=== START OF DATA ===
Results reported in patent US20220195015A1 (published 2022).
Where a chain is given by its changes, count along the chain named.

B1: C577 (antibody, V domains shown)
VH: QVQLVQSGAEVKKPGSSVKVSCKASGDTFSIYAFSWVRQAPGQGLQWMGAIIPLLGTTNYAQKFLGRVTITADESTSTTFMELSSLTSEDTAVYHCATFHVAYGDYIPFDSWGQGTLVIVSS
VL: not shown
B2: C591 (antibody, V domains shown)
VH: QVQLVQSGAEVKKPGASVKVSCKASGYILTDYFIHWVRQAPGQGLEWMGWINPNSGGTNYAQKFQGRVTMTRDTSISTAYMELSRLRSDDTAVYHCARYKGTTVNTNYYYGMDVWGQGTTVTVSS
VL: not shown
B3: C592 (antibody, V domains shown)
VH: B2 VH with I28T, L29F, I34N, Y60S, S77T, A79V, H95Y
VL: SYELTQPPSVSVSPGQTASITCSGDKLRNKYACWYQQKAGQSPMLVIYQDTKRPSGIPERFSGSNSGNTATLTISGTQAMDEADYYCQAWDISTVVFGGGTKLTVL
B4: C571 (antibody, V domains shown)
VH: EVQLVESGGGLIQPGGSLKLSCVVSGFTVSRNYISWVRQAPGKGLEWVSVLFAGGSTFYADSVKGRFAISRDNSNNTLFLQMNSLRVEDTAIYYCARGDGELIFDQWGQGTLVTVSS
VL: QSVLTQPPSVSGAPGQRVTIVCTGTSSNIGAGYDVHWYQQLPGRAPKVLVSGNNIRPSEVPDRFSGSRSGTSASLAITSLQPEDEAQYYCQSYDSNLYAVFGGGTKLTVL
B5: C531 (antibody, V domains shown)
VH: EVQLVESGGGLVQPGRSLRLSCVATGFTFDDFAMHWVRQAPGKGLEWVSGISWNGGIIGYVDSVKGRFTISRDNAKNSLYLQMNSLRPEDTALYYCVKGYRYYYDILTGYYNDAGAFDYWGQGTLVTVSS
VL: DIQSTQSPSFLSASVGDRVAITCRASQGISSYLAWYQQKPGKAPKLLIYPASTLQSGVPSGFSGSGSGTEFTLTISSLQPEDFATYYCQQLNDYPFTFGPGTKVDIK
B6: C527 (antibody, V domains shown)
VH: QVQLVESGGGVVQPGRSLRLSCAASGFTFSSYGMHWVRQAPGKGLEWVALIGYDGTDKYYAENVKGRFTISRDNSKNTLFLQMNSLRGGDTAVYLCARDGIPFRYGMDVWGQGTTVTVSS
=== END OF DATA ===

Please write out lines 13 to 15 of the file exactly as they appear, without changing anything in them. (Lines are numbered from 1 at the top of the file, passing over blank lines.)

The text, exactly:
VH: EVQLVESGGGLIQPGGSLKLSCVVSGFTVSRNYISWVRQAPGKGLEWVSVLFAGGSTFYADSVKGRFAISRDNSNNTLFLQMNSLRVEDTAIYYCARGDGELIFDQWGQGTLVTVSS
VL: QSVLTQPPSVSGAPGQRVTIVCTGTSSNIGAGYDVHWYQQLPGRAPKVLVSGNNIRPSEVPDRFSGSRSGTSASLAITSLQPEDEAQYYCQSYDSNLYAVFGGGTKLTVL
B5: C531 (antibody, V domains shown)